Constructing The G Major Scale

Many of the songs in popular and folk music are composed from a major scale.  A major scale starts from a certain root and then follows a formula of whole and half-steps to reach the next root an octave higher.  The step formula for the major scale is whole, whole, half, whole, whole, whole, half.  Since a half-step was a one-key distance on the keyboard, a whole-step is a two-key distance, or two half-steps.  Let’s take a look at the piano keyboard and use it to construct a major scale.

Earlier, we learned the song “Hush Little Baby,” which started with the G chord.  This is because “Hush Little Baby” is in the key of G, and the opening chord of pop and folk songs typically indicates its key.  Using the major scale formula, build the G major scale from which the song is derived.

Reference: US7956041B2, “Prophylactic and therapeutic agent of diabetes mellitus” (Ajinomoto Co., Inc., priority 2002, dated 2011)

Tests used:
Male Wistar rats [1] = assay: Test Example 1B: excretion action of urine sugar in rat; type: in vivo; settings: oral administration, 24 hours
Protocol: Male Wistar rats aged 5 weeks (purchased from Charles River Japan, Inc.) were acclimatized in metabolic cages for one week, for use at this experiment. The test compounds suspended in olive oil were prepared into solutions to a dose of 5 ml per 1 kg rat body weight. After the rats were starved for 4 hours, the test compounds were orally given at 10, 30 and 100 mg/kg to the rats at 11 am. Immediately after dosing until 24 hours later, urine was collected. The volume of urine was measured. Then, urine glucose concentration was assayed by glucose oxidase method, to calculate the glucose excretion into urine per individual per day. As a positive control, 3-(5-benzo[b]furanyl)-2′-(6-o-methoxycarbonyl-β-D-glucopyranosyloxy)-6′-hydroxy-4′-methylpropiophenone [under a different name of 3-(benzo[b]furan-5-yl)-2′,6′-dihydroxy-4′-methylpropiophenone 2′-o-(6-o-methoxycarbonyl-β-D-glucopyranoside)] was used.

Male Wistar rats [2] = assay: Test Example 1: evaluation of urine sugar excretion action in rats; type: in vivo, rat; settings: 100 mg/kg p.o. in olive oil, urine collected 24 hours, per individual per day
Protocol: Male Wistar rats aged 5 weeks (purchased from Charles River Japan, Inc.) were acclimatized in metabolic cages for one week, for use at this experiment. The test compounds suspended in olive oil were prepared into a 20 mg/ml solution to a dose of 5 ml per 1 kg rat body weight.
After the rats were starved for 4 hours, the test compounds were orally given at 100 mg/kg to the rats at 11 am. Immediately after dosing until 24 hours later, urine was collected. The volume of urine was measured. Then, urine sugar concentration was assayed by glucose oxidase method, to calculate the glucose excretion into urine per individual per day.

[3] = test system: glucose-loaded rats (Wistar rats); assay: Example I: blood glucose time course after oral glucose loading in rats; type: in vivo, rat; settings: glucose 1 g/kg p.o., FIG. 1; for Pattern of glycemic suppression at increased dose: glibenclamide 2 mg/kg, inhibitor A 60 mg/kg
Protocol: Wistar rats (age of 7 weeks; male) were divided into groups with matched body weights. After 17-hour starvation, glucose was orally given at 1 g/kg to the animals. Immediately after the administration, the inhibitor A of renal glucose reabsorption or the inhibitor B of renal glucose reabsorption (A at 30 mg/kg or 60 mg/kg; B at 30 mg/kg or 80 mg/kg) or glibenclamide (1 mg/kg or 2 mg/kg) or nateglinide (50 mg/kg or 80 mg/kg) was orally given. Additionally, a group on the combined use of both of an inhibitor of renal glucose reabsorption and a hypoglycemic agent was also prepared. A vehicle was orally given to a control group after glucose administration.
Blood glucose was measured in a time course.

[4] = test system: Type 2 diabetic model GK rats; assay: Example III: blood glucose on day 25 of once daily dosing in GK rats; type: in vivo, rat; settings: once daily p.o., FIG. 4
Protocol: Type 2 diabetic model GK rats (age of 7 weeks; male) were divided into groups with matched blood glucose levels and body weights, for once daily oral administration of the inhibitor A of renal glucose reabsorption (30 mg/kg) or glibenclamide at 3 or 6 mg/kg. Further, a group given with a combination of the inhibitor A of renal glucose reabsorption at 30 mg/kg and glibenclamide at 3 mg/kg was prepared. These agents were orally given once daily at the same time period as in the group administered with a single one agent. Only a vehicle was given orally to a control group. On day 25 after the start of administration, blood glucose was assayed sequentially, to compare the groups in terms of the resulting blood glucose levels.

G   (W)  ___  (W) ___  (H) ___  (W) ___ (W) ___ (W)  ___ (H) ___

Applying the G Major Scale to the Fretboard

If you did the above exercise correctly, you should have ended up with one accidental, F#.  Now use your diagram of the pitches in the open position of the fretboard to construct a one-octave G major scale in the open position.  Beginning with the open G on the fourth string, find each note in the G major scale until you reach the next G an octave higher.